Introduction to new/delete

Dynamic Memory Allocation in C++

Comparing C and C++ memory allocating: Example 1: Simple allocation of built-in type:
void f1(void)
{
    // Dynamically allocate space for an int
  int *i1 = (int *) malloc(sizeof(int)); // C and C++ (4 bytes)
  int *i2 = new int;                     // C++ only (4 bytes)

    // Use i1 and i2

    // Release the memory (programmer)
  free(i1);   // C and C++
  delete i2; // C++ only
}


Example 2: Allocation of a struct:

  // On-screen graphic
struct Sprite
{
  double x;
  double y;
  int weight; 
  int level;
  char name[20];
};    

void f2(void)
{
  Sprite s1; // Allocated on the stack (handled by compiler)

    // Dynamically allocate on the heap (handled by the programmer)
  Sprite *s2 = (Sprite *) malloc(sizeof(Sprite)); // 44 bytes, ignoring alignment (C and C++)
  Sprite *s3 = new Sprite;                        // 44 bytes, ignoring alignment (C++ only)

  s1.level = 1;  // s1 is a Sprite struct
  s2->level = 2; // s2 is a pointer to a Sprite struct
  s3->level = 3; // s3 is a pointer to a Sprite struct

    // Other stuff ...

    // Release the memory (programmer)
  free(s2);   // C and C++
  delete s3; // C++ only

} // s1 goes out of scope and the memory is released automatically


Example 3: Allocating arrays of built-in types:

void f3(void)
{
    // Allocate space for array of 10 chars and 10 ints (C and C++)
  char *p1 = (char *) malloc(10 * sizeof(char)); // 10 bytes
  int *p2 = (int *) malloc(10 * sizeof(int));    // 40 bytes

    // Allocate space for array of 10 chars and 10 ints (C++ only)
  char *p3 = new char[10]; // 10 bytes
  int *p4 = new int[10];   // 40 bytes

    // Use p1, p2, p3, p4 ...

    // Release the memory (programmer)
  free(p1);      // C and C++
  free(p2);      // C and C++
  delete [] p3; // C++ only (array delete)
  delete [] p4; // C++ only (array delete)
}

Note: If you allocate an array with new (using the array operator, []), you MUST use delete with the array operator as well. Failure to do so causes your program to be undefined (and lose points on an assignment) EVEN IF YOU GET THE CORRECT OUTPUT.


Example 4: Allocating arrays of structs (user-defined type):

  // On-screen graphic
struct Sprite
{
  double x;
  double y;
  int weight; 
  int level;
  char name[20];
};    
	
void f4(void)
{
    // Allocated array of 10 Sprites on the stack (handled by compiler)
  Sprite s1[10]; 

    // Dynamically allocate array of 10 Sprites on the heap (handled by the programmer)
  Sprite *s2 = (Sprite *) malloc(10 * sizeof(Sprite)); // 440 bytes, ignoring alignment (C and C++)
  Sprite *s3 = new Sprite[10];                         // 440 bytes, ignoring alignment (C++ only)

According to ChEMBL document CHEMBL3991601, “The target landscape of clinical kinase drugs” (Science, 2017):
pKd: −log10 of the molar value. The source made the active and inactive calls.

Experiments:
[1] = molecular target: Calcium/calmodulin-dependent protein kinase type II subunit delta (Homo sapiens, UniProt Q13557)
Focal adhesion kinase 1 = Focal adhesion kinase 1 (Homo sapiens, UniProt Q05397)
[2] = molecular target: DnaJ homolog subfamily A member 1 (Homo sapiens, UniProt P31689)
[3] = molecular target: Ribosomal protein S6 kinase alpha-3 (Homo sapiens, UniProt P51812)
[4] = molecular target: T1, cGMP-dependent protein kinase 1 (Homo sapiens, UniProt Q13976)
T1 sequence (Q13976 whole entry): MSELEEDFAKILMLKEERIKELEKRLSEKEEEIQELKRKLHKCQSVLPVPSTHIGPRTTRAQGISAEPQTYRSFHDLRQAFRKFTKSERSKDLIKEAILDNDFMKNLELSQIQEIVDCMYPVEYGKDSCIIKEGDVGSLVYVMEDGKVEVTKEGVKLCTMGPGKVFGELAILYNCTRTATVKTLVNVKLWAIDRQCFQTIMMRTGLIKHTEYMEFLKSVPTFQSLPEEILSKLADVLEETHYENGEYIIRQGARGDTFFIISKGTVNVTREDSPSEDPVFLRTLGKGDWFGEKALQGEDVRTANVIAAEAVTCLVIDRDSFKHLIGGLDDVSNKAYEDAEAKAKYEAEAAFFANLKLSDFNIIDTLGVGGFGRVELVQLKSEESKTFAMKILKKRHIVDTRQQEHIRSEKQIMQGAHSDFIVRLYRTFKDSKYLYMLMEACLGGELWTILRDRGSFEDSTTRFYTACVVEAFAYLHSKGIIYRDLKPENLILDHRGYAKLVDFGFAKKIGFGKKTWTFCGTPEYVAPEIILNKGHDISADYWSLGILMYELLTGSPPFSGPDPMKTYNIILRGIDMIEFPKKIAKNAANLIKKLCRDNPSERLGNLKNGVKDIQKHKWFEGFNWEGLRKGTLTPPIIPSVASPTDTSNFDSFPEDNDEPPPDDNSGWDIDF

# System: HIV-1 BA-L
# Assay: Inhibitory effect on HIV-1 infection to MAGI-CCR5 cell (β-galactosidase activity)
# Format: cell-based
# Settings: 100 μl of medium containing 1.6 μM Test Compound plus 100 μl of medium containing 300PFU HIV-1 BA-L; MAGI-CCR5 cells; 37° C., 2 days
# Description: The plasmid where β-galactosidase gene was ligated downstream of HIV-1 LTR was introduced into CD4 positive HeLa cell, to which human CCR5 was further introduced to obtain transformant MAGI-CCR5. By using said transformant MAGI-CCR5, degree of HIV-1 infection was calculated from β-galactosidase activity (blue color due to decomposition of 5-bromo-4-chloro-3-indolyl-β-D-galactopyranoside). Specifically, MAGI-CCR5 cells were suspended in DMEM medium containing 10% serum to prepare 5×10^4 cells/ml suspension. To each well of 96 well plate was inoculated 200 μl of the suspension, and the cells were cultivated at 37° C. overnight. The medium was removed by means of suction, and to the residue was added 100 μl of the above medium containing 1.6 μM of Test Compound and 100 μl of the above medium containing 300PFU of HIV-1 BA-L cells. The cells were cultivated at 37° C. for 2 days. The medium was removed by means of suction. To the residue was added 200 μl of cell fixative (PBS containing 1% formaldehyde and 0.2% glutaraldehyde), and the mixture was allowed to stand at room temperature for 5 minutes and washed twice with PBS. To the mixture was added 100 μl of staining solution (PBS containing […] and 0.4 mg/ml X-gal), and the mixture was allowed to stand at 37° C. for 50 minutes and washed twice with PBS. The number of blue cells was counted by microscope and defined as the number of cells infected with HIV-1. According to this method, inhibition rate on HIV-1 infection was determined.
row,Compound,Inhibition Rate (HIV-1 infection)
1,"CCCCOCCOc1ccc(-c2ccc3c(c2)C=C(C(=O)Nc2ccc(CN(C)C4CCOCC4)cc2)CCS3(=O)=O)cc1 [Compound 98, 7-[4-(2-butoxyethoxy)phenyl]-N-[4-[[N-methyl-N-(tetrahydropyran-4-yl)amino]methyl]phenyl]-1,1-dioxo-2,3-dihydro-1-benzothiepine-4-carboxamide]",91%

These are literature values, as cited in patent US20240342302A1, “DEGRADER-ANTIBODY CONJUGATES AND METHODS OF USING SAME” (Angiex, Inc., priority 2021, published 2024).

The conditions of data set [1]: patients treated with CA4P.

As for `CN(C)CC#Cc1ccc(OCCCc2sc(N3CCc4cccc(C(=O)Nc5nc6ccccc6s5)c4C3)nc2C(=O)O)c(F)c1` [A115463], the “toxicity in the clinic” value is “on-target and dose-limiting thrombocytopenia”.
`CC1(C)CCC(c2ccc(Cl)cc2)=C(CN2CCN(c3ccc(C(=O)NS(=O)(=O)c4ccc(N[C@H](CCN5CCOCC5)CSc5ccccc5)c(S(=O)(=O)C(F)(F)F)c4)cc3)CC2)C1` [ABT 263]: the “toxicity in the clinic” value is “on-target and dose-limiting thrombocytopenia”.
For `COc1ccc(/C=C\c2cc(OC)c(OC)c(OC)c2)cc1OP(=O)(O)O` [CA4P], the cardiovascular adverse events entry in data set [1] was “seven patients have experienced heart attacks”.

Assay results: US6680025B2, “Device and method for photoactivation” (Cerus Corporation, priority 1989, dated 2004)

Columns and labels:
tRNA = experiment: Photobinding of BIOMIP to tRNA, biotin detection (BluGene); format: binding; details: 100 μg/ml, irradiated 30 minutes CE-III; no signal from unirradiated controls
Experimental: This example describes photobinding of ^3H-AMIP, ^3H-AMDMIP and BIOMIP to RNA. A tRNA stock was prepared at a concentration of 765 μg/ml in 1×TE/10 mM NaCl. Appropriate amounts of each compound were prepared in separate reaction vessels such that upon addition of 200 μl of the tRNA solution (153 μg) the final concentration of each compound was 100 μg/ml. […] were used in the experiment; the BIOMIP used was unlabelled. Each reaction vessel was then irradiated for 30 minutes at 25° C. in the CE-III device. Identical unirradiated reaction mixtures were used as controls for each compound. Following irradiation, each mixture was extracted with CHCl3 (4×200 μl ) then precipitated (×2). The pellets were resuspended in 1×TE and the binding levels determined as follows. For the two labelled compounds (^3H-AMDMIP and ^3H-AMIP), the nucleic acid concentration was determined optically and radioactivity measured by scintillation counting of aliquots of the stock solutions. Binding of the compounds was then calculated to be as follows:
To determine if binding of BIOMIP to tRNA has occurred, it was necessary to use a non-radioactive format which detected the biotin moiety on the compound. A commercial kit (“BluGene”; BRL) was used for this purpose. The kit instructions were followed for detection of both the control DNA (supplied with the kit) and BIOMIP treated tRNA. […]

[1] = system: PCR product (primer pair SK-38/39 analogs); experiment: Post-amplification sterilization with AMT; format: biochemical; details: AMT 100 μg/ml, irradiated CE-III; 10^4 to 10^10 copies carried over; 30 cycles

s1[0].level = 1; // s1[0] is a Sprite struct
  s2[0].level = 2; // s2[0] is a Sprite struct
  s3[0].level = 3; // s3[0] is a Sprite struct

  s1->level = 3; // Does this work?
  s2->level = 4; // Does this work?
  s3->level = 5; // Does this work?

    // Other stuff ...

    // Release the memory (programmer)
  free(s2);      // C and C++
  delete [] s3; // C++ only (array delete)

} // s1 goes out of scope and the memory is released automatically


Example 5: Modified Sprite struct:

  // On-screen graphic, new version
struct Sprite2
{
  double x;
  double y;
  int weight; 
  int level;
  char *name; // not an array
};    

void f5(void)
{
    // Dynamically allocate Sprite2 on the heap (handled by the programmer)
  Sprite2 *s1 = (Sprite2 *) malloc(sizeof(Sprite)); // 28/32 bytes, ignoring alignment (C and C++)
  Sprite2 *s2 = new Sprite2;                        // 28/32 bytes, ignoring alignment (C++ only)

    // Dynamically allocate 10 chars on the heap (programmer)
  s1->name = (char *) malloc(10 * sizeof(char)); // 10 bytes (C and C++)
  s2->name = new char[10];                       // 10 bytes (C only)

    // Use s1 and s2 ...

    // Release memory for chars
  free(s1->name);     // C and C++
  delete [] s2->name; // C++ only (array delete)
  
    // Release memory for Sprite2
  free(s1);   // C and C++
  delete s2; // C++ only
}


Example 6: Stack and heap allocations:

void f6(void)
{
    // Allocate 10 characters on the stack
  char a[10]; 

    // Point at the first element (C and C++)
  char *p1 = a;

    // Allocate space for array of 10 chars and 10 ints (C and C++)
  char *p2 = (char *) malloc(10 * sizeof(char)); // 10 bytes

    // Allocate space for array of 10 chars and 10 ints (C++ only)
  char *p3 = new char[10]; // 10 bytes

    // Use p1, p2, p3
    // All three pointers work in the exact same way
    // There is no way to tell how the memory was allocated

    // Release the memory
  free(p2);      // C and C++
  delete [] p3; // C++ only

} // a is automatically released here
  // calling free or delete on a is very dangerous!